All verbs in English are classified as either stative or action verbs (also referred to as 'dynamic verbs'). Action verbs describe actions we take (things we do) or things that happen. Stative verbs refer to the way things 'are' - their appearance, state of being, smell, etc. The most important difference between stative and action verbs is that action verbs can be used in continuous tenses and stative verbs cannot be used in continuous tenses.
She's studying math with Tom at the moment.
- AND She studies math with Tom every Friday.
They've been working since seven o'clock this morning.
- AND They worked for two hours yesterday afternoon.
We'll be having a meeting when you arrive.
- AND We are going to meet next Friday.
The flowers smell lovely.
- NOT Those flowers are smelling lovely.
She heard him speak in Seattle yesterday afternoon.
- NOT She was hearing him speak in Seattle yesterday afternoon.
They'll love the concert tomorrow evening.
- NOT They'll be loving the concert tomorrow evening.
Common Stative Verbs
There are many more action verbs than stative verbs. Here is a list of some the most common stative verbs:
- Be - He is from Dallas, TX in the Southwest.
- Hate - She hates ironing clothes, but doesn't want to wear them wrinkled.
- Like - I like spending time with my friends.
- Love - She loves her children just as any mother loves her children.
- Need - I'm afraid I don't need a new pair of shoes.
- Belong - Do these keys belong to you?
- Believe - Jason believes the news about the company, but I don't.
- Cost - How much does that book cost?
- Get - I get the situation, but I still don't know the answer.
- Impress - Does Tom impress you with all his knowledge?
- Know - She knows the answer, but she doesn't want to give it away.
- Reach - Can I reach and take the hamburger?
- Recognize - Susan recognizes the need for a discussion.
- Taste - The wine tastes very fruity, but still has a dry finish.
- Think - I think that's a good idea.
- Understand - Do you understand the question?
You may notice that some of these verbs can be used as action verbs with different meanings. For example, the verb 'to think' can either express an opinion or the process of considering. In the first case, when 'think' expresses an opinion it is stative:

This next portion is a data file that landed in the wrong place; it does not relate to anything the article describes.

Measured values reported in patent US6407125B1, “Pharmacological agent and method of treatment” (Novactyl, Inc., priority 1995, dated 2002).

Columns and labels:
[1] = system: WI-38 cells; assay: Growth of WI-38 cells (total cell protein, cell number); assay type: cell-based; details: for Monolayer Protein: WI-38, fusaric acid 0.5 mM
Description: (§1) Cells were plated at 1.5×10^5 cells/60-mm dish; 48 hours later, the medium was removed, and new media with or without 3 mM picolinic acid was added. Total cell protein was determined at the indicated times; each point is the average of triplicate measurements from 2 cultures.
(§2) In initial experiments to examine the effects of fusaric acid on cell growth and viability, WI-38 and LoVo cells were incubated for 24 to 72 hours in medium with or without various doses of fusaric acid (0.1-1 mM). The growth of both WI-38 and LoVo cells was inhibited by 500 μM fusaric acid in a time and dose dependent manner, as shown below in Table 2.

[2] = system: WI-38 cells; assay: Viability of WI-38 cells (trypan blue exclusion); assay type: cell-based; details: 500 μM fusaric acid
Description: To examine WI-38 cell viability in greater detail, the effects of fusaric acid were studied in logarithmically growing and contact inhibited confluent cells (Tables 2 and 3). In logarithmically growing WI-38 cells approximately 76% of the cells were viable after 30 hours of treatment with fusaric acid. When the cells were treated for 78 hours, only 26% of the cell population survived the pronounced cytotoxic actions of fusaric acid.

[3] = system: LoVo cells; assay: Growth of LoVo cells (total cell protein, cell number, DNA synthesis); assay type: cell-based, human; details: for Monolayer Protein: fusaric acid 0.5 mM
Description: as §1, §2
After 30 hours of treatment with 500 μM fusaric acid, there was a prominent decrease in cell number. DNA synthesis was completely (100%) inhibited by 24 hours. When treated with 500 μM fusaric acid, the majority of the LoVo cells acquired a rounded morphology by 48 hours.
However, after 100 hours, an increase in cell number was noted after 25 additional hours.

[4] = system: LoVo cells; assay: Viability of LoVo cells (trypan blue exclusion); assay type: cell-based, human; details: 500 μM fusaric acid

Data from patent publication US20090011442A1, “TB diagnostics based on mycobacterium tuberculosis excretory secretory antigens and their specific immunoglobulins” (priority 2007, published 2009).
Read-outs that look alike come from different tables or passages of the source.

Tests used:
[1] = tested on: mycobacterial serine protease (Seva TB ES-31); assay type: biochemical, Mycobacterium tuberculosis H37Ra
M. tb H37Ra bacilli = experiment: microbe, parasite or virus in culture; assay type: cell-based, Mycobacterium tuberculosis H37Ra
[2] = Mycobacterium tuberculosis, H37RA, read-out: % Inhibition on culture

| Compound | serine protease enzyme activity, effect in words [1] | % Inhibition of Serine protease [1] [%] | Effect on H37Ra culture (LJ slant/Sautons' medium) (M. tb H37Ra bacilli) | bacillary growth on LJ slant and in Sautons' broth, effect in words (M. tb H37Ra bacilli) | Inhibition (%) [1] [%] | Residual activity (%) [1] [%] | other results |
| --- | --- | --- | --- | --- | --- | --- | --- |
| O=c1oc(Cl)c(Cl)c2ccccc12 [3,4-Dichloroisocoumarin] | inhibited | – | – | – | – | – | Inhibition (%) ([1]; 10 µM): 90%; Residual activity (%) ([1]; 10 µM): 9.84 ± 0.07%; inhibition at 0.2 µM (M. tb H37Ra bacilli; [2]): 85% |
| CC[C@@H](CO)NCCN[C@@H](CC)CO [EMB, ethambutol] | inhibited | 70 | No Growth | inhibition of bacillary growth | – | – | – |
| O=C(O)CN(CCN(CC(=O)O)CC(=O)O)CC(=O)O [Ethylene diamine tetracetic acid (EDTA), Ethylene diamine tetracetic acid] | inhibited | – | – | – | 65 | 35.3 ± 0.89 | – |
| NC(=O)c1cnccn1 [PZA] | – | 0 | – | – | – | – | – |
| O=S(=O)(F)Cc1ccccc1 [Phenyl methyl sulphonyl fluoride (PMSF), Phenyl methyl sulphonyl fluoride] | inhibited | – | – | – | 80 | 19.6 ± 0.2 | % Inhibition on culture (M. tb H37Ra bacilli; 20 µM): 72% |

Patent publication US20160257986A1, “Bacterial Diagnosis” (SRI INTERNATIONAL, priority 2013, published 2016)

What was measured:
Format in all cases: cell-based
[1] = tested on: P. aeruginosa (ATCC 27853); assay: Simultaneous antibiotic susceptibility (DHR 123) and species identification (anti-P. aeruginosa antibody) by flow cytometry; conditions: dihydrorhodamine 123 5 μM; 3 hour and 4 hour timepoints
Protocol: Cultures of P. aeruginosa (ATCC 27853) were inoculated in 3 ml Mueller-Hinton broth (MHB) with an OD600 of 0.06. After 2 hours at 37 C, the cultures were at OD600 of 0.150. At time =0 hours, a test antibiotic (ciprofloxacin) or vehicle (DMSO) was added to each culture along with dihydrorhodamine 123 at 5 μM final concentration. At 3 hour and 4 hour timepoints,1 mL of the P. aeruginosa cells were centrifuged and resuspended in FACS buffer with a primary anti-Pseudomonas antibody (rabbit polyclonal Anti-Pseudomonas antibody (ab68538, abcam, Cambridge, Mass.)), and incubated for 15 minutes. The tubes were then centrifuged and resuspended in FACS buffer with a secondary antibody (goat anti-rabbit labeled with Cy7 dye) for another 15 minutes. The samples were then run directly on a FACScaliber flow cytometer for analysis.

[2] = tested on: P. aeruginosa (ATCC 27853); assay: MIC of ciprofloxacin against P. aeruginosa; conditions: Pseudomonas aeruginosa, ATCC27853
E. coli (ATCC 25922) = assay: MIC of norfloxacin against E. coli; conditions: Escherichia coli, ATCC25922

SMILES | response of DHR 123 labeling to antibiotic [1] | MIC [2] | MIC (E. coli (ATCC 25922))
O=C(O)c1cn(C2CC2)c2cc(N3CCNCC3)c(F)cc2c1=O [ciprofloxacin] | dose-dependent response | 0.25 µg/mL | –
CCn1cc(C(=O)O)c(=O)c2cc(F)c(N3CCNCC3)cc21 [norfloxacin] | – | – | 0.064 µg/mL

- I think she should work harder on her math.
- She thinks he is a fantastic singer.
'Think', however, can also express the process of considering something. In this case 'think' is an action verb:
- They're thinking about buying a new house.
- She's thinking of joining a health club.
Generally, stative verbs fall into four groups:
Verbs Showing Thought or Opinions
- Know - She knows the answer to the question.
- Believe - Do you believe what he says every time?
- Understand - I understand the situation very well.
- Recognize - She recognizes him from high school.
Verbs Showing Possession
- Have - I have a car and a dog.
- Own - Peter owns a motorcycle and a scooter, but no car.
- Belong - Do you belong to the fitness club?
- Possess - She possesses an incredible talent for talking.
Verbs Showing Senses
- Hear - I hear someone in the other room.
- Smell - It smells bad in here. Did you fart?
- See - I see three trees in the yard.
- Feel - I feel happy this afternoon.
Verbs Showing Emotion
- Love - I love listening to classical music.
- Hate - She hates to get up early every day.
- Want - I want some help with my homework.
- Need - I need some time with my friends.
If you are unsure of whether a verb is an action verb or a stative verb ask yourself the following question:
- Does this verb relate some sort of process or a state?
If it relates a process, then the verb is an action verb. If it relates a state, the verb is a stative verb.